sf = sm.SurvfuncRight(time, died)

Survival and hazard functions are usually presented as plots, often overlaying survival or hazard functions for several groups on the same axes.

The code below estimates the marginal survival functions for two groups and overlays the estimates in a plot:

sf1 = sm.SurvfuncRight(time1, died1)
sf2 = sm.SurvfuncRight(time2, died2)

ax = plt.axes()
sf1.plot(ax)
sf2.plot(ax)

Regression analysis for survival/duration data

Regression analysis is used to understand how multiple factors of interest are related to an "outcome" variable of interest. If this outcome variable is a duration, we are doing "survival regression".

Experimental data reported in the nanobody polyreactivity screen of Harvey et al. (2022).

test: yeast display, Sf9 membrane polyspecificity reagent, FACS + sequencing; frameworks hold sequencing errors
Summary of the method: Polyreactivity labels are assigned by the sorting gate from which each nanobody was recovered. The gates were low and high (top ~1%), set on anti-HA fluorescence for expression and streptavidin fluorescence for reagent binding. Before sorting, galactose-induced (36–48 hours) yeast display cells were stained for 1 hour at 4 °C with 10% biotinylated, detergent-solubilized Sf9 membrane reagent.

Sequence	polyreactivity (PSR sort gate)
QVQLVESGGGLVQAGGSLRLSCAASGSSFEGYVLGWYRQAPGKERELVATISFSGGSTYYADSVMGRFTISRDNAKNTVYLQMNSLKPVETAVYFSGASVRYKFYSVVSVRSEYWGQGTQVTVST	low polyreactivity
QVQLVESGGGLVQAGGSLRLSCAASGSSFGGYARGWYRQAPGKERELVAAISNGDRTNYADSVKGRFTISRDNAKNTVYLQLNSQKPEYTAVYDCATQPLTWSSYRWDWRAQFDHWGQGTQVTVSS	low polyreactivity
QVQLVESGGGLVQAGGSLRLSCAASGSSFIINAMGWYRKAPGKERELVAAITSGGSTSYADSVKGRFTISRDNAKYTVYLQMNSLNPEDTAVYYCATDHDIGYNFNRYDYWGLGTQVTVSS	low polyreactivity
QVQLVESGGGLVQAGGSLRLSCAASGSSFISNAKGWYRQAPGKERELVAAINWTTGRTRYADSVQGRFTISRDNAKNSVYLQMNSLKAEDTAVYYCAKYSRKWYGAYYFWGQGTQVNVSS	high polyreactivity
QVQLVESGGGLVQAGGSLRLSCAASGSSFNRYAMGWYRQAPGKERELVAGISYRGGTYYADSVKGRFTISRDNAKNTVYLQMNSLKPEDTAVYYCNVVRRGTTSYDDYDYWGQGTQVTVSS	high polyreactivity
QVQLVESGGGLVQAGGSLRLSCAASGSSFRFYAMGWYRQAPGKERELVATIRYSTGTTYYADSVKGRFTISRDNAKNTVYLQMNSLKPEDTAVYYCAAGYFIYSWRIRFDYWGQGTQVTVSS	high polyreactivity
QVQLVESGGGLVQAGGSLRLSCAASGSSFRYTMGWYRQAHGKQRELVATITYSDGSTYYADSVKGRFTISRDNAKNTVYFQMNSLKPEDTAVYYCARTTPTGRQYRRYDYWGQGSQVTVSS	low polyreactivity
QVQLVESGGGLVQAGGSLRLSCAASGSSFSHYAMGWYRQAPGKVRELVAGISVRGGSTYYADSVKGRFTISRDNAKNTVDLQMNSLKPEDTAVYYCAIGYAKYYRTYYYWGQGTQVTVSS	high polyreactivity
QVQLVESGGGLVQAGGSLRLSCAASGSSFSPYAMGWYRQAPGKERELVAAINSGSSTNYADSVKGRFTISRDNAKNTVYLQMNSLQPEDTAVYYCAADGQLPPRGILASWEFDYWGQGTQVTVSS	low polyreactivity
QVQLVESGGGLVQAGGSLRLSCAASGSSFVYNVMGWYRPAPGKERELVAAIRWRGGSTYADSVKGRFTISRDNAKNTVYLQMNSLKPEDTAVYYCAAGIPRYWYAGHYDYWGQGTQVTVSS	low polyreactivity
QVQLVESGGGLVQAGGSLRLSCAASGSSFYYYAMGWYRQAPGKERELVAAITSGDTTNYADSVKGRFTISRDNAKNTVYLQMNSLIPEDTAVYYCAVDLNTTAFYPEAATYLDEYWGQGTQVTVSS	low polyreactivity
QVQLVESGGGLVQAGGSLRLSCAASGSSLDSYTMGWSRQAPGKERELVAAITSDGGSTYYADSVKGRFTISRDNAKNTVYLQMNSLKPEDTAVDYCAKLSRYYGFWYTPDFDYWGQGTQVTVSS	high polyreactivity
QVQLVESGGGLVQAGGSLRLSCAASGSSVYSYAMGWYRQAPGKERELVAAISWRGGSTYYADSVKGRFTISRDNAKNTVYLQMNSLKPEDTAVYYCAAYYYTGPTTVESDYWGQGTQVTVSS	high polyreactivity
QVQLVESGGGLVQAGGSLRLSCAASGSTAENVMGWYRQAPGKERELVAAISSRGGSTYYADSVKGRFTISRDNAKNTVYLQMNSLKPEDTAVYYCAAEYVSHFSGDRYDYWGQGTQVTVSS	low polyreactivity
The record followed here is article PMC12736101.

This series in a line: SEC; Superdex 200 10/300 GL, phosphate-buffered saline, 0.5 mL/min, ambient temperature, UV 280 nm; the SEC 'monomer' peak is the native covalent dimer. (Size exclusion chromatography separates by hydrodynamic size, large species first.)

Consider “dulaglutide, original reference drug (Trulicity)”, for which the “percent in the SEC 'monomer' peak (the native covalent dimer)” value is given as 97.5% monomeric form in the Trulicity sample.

By direct analogy with linear regression, we might seek to model the expected survival time as a function of covariates. If there is no censoring, we could, for example, use least squares regression to relate the survival time T, or a transformation of it (e.g. log(T)) to a linear function of the covariates. While this is sometimes done, it is more common to approach regression for duration data by modeling the hazard rather than modeling the duration itself.

The hazard is the conditional probability of experiencing the event of interest at time T, given that it has not yet occurred. For example, in a medical study this may be the probability of a subject dying at time T given that the subject was still alive at time T (in continuous time we would substitute "rate" for "probability" but we ignore this distinction here).